The Logic of Zero Tolerance

We must do what we can to stop sexual harassment. But what behavior separates intolerable or criminal behavior, including sexual harassment, from the mere jerk?

Every generation has a grudge against the previous one—often for good reason. A generation ago, powerful men such as Harvey Weinstein and Kevin Spacey got away with not just sexual harassment, but also assault. The eagerness of today’s media to expose Weinstein and Spacey signals an important change. Accusations of sexual harassment once had an erratic quality about them, as they were often dealt with selectively. Democrats like President Clinton got a pass, while Republicans did not; the rich and powerful got a pass, the middle-class and poor did not. Now that progressive Hollywood is a target, charging sexual harassment is no longer a weapon to be used by some, but a constituent element of the general culture. It is the way we live now.

The problem is that we have yet to adapt this new element to everyday life. Below Weinstein and Spacey are millions of men who say or do stupid things every day, not assault or gross indecency, but things that nonetheless irritate women and can lead to prosecution, job loss, and public humiliation for men. These men are not criminals; they are only jerks of varying degrees.

What behavior separates the criminal, including the sexual harasser, from the jerk? The criminal physically assaults someone, or gropes someone, or exposes himself, or abuses his position at work to get sex, or seriously pressures a person to have sex, or continues to behave boorishly despite being told the behavior is unwanted. The jerk is in a lower league. He bombastically makes dirty jokes in mixed company, but stops and looks shamefaced when told he’s not funny. He sneaks leering glances at women as they walk away, but behaves properly to them when they approach. He tells a woman with admiration, “I love your new hairstyle; it makes you look so hot!” then scratches his head when told his compliments seem unwelcome. He “mansplains” unintentionally. He creates a list of the best-looking women in his department. To get sex, he whines or begs, or tells a woman he loves her when he doesn’t, then backs off when his stratagems fail.

There is a difference between the criminal and the jerk. The distinction is important, because the question of how to handle jerks goes beyond the issue of sexual harassment, and even men. For example, Hayley Geftman-Gold, a CBS attorney, recently mocked the victims of the Las Vegas massacre online, noting that country music fans “often are Republican.” Melissa Click, a communications professor, was caught asking for “some muscle” to silence a student reporter during campus unrest. Michael Isaacson, a criminal justice professor, tweeted about teaching “future dead cops,” seemingly with pleasure. These people are jerks.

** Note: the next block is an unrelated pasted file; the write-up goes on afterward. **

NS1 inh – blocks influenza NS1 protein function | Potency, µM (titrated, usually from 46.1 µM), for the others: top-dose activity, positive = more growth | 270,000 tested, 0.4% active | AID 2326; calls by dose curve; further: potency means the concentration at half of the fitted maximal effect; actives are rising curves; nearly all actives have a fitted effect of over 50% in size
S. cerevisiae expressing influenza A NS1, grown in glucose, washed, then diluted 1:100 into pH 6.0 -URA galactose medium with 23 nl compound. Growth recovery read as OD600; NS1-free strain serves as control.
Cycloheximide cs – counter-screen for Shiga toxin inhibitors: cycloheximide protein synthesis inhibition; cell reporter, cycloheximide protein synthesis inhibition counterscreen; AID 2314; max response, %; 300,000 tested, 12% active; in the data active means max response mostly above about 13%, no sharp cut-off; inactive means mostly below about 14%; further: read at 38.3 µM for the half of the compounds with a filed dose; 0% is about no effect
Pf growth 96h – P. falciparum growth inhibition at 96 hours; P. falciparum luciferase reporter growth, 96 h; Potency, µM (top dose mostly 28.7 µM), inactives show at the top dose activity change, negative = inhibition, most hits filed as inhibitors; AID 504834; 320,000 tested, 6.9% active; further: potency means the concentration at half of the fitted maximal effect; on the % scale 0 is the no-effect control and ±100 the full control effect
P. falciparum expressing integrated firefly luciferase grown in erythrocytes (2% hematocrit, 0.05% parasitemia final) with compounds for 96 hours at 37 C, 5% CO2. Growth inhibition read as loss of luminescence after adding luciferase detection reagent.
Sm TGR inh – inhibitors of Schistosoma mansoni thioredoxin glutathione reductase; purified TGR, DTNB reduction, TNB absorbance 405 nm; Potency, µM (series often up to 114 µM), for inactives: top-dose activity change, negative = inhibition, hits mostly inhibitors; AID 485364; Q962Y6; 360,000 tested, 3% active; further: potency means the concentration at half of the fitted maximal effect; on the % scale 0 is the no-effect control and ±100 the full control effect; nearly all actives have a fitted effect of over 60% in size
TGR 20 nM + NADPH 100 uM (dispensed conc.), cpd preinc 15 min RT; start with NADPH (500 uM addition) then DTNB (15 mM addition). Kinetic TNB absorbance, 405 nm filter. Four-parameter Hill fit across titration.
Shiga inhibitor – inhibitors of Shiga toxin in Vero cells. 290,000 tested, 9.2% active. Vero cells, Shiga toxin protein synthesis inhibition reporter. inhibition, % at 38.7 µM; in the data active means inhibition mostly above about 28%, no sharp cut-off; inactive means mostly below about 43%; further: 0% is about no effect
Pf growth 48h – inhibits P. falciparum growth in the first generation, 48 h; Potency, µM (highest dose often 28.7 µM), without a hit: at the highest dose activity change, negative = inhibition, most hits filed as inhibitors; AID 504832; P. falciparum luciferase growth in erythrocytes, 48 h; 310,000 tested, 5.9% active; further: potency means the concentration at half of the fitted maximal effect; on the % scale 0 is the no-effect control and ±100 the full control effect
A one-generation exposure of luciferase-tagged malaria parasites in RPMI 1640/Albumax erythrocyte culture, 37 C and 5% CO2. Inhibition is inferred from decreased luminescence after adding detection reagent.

How should we handle jerks? Our policy lately has been to destroy them along with the criminals. Humiliate them. Fire them. Make it so no one will hire them, at least not at their previous level, thereby depriving them of a livelihood. We proclaim zero tolerance for the jerk, even if a good deal of common sense still creeps in as a matter of actual practice. In fact, schools and corporations call their policy toward unwanted behavior “zero tolerance.”

Behind the zero tolerance tilt is another question that has been debated for two millennia. Are human beings naturally prone to utter inanities, behave stupidly (although not criminally), and do lewd things—in other words, to be jerks? In late antiquity, Saint Augustine said they were, that people were inherently sinful, and that jerkiness lives in all of us. He did not say that faith or education was useless as a means to improve behavior, but that there were limits to what could be accomplished. For example, he preached against lust, but privately admitted that if a man lusted only after his wife and was respectful to her in the process, that was good enough. From Augustine’s perspective, a jerk needed to be be scolded but also forgiven, since we all live on the same inclined plane toward jerkiness.

The monk Pelagius argued the opposite, that being a jerk is completely within our control and a matter of choice. He compared jerkiness to a light coat of rust on pure iron: we can scrape off the bad stuff and leave the person underneath clean. The modern project built on Pelagian ideas. Hobbes, Locke, Rousseau, and Marx all argued that human beings had few, if any, innate qualities, and jerkiness was not one of them. Machiavelli argued that educational institutions could erase undesirable behavior and produce the desired human product. All of them to one degree or another imagined human beings in ideal form, which inevitably led them to create some version of utopia.